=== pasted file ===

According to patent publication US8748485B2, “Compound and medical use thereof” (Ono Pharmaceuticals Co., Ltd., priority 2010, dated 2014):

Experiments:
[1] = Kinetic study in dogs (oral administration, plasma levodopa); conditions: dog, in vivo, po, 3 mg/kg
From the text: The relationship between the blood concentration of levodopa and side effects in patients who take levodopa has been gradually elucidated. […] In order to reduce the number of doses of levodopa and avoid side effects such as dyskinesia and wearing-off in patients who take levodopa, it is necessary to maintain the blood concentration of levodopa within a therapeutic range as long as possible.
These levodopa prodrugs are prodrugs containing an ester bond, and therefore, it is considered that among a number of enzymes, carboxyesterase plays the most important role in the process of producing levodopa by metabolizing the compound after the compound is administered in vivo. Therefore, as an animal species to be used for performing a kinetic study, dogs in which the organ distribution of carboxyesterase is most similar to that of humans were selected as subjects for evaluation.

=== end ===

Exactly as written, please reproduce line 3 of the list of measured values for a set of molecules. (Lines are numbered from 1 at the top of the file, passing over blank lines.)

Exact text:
[1] = Kinetic study in dogs (oral administration, plasma levodopa); conditions: dog, in vivo, po, 3 mg/kg